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mailing list welcome welcome msg in wiki suggestion

Hi all,

There have been a few posts over the last month or so expressing a bit
of exasperation with the "rising tide of newbie's". (Or, more
accurately, the rising tide of questions from newbie's not trying to
follow ESR's advice.)

A month or so ago (in a thread found here: http://tinyurl.com/5bj8j), I
suggested that it might help the situation if there were a python.org
wiki page that amounted to a "Welcome to the Python community; please
play nice" message. The idea is that a link to the envisioned page be
included in the mailing list welcome message. The suggestion received
limited but positive feedback.

(I know that a mailing list welcome won't make it to those who read this
forum as a newsgroup, rather than as a list. But, as a near-newbie
myself, I'd wager at least a nickel that newbie's tend to use the
mailing list more than the newsgroup interface. It would also make
people aware of the wiki -- a good thing, I think.)

I've written something up (it is at the end of this post). While I know
that wikis are community property, I also know that deleting an
ill-conceived page is a task that adds to the admin burden, and that a
page with a wiki name like "WelcomeToTheCommunity" might well seem a bit
'official'. Further, I obviously cannot myself add a link to the
python-list welcome message. Thus, since I'm hardly a core community
member, I don't feel entirely comfortable about inaugurating such a page
on pretty much my own say-so.

Anyway, now that there is something more concrete than "wouldn't it be
nice if ...", I'd be curious to know the community sense as to whether
such a wiki page to be linked to in a mailing list welcome message seems
a good idea.

My attempt at a draft (in wiki markup) is below. If anyone with
sufficient community 'juice' thinks the idea good, please feel free to
use my text to start such a page. Or, if community endorsement follows,
I will happily do so myself.

Best to all,

Brian vdB

<Begin Proposed Text>
= Welcome =

'''Welcome to the Python community!'''

This is a page of the http://www.python.org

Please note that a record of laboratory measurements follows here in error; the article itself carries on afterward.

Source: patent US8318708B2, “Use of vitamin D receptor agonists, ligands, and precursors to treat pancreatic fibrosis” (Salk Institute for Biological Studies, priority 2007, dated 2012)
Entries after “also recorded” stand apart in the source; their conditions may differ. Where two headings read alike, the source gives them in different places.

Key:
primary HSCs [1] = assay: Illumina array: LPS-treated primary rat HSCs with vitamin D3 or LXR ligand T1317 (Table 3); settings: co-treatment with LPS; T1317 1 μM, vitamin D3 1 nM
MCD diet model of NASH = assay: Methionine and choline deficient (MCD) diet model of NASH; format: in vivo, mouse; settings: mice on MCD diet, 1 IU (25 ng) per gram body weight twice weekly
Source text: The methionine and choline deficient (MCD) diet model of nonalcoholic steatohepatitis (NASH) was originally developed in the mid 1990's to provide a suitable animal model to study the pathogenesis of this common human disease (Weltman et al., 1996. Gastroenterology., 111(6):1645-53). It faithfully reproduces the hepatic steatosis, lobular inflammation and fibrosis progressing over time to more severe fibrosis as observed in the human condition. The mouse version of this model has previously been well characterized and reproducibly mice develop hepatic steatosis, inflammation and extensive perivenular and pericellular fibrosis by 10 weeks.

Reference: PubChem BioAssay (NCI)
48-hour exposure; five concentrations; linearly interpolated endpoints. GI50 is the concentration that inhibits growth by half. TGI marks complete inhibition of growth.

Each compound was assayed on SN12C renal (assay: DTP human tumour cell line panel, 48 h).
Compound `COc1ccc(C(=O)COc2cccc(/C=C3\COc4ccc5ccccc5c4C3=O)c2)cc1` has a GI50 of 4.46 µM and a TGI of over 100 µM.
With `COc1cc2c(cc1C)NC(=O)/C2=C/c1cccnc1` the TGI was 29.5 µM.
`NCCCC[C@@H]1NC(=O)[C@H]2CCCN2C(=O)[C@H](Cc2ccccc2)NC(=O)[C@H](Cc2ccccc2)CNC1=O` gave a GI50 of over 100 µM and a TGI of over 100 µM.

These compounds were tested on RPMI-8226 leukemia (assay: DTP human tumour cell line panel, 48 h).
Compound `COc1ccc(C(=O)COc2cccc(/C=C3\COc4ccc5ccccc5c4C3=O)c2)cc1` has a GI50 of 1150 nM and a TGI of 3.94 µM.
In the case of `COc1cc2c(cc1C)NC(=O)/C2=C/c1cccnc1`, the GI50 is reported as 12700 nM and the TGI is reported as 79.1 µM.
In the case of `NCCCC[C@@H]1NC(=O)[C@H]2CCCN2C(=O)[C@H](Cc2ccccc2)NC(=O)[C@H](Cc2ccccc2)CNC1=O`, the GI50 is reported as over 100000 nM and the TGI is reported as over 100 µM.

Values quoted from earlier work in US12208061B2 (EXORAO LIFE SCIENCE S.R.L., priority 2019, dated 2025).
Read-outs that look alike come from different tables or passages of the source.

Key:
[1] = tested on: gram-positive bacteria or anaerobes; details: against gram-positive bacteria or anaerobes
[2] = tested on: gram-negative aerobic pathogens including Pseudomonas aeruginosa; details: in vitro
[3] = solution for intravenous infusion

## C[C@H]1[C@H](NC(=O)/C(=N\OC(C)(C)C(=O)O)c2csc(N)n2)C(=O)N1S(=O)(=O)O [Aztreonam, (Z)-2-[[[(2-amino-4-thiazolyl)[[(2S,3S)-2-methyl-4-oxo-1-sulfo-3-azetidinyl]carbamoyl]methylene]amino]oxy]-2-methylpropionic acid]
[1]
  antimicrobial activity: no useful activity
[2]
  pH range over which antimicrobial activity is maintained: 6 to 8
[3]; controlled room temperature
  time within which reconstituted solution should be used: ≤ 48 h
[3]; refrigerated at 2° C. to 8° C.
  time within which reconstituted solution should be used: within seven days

[http://www.python.org/moin/FrontPage Wiki]. Links with words in title
case and run together as in WikiName are Wiki links to other pages on
this Wiki (or even to other Wiki's). Keep in mind that a Wiki is a work
in progress, so some of these links might not be too useful yet.

One of the goals of the Python Community is to be accessible to people
with all levels of technical skill and experience. If you don't have
much experience with programming or the OpenSourceCommunity, that's
quite all right. Almost everyone who reads the various Python
MailingListsAndNewsgroups is very happy to see Python spread, and is
thus glad that you are joining. But, since Python is OpenSource, it is
also true that almost everyone is participating on their own time (as
in, without pay). When you post a question, you are asking a lot of
people to take time to read your question, and, it is to be hoped, to
take some more time to answer it. That's fine; the Community is glad to
do so. But everyone's time is precious. And, from that, a few things
follow: all the rest of this page can be summarized as "Please respect
people's time and effort". That really is the key to being a good
community member.

= Asking Questions =

It is sometimes said "There's no such thing as a dumb question." Well,
that isn't quite true. What is true is that there is no such thing as a
dumb question that was preceded by an honest effort to find an answer
the question and to make the question clear. (Obviously, that isn't
anywhere near as catchy a slogan ;-) To avoid asking this sort of a
"dumb" question, the very best thing you could do is to read Eric
Raymond's essay [http://www.catb.org/~esr/faqs/smart-questions.html "How